Networking and Mentoring: Is It Necessary?

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Published on November 16,  2018, at 6:42 p.m.
by Gillian Castro.

Students are often told that getting a foot in the door is the best, and sometimes the only, way to start a career. Networking is taught to be the key to success in the fields of media and public relations. Forming a beneficial mentor relationship is one of the most effective ways to create professional connections. The process of having and being a mentor is a constant cycle that typically starts during a student’s time in college.

At a school as large as The University of Alabama, there is no shortage of alumni willing to mentor students in a variety of fields. The professional mentors for today’s students presumably had someone who passed down professional wisdom to them before they began flipping the script and passing that wisdom on to their current mentees. Similarly, the current mentees will likely follow a similar path and take on the role of mentoring students in some way once they have settled into a career.

How connections can start a career
Graham Flanagan, senior video correspondent for Business Insider and 2005 graduate of The University of Alabama, credits the connections that the university gave him for starting him on the path to where he is today.

“After graduating I wound up getting a job as a freelance production assistant at CNN in New York, and that was based on a connection that randomly popped up with a guy who had gone to Alabama and went to high school in Tuscaloosa,” Flanagan said.

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Flanagan found his professional connection in Mark White, a 1991 UA graduate working at CNN at the time. Mutual friends introduced the two, and soon after meeting, White invited Flanagan to a CNN shoot in Tuscaloosa covering the series of church burnings in 2005. Flanagan worked with them on the shoot and then received an offer to work on the CNN morning show.

“I ended up realizing Graham might be a good fit for CNN after he asked a series of insightful questions about edit equipment and very specific questions that showed he knew a lot about putting taped pieces together,” White said.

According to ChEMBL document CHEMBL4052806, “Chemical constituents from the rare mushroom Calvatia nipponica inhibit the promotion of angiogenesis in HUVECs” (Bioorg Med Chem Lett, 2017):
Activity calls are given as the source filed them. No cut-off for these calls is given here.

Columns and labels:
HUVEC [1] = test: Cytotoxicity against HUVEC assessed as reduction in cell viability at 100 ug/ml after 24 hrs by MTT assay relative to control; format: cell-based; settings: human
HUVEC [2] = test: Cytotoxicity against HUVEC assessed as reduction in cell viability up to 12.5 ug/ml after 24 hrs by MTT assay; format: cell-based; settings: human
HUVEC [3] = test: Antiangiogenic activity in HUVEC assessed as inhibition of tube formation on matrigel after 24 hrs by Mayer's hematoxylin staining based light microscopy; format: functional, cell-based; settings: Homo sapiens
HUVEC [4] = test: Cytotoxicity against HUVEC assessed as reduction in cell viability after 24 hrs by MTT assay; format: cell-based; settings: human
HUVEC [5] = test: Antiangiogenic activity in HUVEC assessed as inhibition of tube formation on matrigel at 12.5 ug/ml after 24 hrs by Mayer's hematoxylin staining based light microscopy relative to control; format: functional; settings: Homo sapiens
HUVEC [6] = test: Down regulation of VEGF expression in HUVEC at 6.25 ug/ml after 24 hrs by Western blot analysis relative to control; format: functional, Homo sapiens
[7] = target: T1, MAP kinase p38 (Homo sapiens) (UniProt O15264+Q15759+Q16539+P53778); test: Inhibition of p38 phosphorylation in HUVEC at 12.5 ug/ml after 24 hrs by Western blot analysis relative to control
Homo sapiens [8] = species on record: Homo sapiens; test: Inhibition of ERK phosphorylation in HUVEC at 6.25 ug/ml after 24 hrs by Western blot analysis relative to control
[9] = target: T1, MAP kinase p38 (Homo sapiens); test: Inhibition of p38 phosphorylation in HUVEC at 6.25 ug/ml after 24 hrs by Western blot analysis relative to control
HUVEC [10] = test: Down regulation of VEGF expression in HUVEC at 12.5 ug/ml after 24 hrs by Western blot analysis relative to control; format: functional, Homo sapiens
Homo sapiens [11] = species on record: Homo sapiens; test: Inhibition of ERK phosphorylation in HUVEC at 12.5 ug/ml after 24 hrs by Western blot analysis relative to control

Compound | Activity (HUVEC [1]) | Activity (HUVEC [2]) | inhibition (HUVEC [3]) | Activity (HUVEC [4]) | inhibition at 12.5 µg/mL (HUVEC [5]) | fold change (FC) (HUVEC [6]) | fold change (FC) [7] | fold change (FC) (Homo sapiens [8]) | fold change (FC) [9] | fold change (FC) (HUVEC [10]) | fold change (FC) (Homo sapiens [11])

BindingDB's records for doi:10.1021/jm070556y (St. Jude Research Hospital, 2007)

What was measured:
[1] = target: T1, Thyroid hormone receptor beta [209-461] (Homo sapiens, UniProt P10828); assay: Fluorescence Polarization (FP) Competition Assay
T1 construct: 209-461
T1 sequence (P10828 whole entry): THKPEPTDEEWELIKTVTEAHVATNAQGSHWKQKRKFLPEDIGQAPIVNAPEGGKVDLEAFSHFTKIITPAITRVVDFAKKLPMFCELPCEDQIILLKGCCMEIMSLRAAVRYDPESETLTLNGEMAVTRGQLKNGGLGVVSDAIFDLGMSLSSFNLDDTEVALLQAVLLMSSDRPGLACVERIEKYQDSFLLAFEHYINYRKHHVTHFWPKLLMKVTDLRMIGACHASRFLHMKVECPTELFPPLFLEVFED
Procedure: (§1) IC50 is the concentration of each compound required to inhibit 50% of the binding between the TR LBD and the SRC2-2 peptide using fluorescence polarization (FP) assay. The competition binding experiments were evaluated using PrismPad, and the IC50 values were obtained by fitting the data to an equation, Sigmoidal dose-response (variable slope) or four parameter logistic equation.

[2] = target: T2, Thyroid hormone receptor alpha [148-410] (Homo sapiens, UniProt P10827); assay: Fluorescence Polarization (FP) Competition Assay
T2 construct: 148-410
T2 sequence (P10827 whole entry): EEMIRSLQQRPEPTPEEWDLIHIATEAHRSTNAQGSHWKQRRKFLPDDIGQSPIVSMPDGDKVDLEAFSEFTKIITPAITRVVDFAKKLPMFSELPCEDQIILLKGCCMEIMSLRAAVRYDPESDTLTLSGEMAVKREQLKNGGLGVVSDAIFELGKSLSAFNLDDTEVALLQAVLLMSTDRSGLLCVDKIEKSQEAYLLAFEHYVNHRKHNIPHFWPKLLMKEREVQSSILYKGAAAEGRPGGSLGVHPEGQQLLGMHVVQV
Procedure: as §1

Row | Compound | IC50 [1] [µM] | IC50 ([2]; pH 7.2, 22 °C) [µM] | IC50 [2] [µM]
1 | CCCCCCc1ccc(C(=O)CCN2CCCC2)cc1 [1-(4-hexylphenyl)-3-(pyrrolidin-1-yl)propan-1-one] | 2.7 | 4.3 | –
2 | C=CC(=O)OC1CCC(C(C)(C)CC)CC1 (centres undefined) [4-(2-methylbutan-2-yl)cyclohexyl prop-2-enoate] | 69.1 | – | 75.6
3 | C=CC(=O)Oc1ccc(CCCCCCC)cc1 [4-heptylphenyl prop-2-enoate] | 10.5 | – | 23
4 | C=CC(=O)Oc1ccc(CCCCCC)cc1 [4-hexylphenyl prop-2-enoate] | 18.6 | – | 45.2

Flanagan’s first job at CNN lasted four years. After two years of working on the 1.a.m. show, Flanagan moved to the 8 p.m. show. In 2010, Flanagan’s show was canceled and everyone working it was laid off, including Flanagan.

Mentors can help at any point in a career
After Flanagan was laid off by CNN, White was able to help him secure a new job at Bloomberg Television. Flanagan’s position at Bloomberg served as an important stepping stone in his career where he was able to grow in his profession and continue making connections that would help him further down his career path.

“It was there that I moved away from live production to making taped pieces, packages, documentaries and that sort of thing,” Flanagan said. “That is where I met a mentor named Justin Maiman, who was an executive producer there, and struck up a friendship with him. He taught me a lot and gave me a lot of opportunities and sent me on a bunch of awesome shoots around the world.”

Maiman eventually ended up at Business Insider running the video department. This move gave Flanagan the opportunity to continue his career at what is now his current job with Business Insider.

“It was all through networking from day one, I definitely utilized my connections from the university because that got my foot in the door and then that led to more relationships including the one that got me my opportunity here at Business Insider,” Flanagan said. “I would not be here if it weren’t for meeting new people, proving that I could create value for the company and proving they could trust me to get the job done. Networking has been the foundation of my career, and I would not be here and I would not be able to do any of the things I was able to do without having relationships with people and gaining their trust and proving that I could perform.”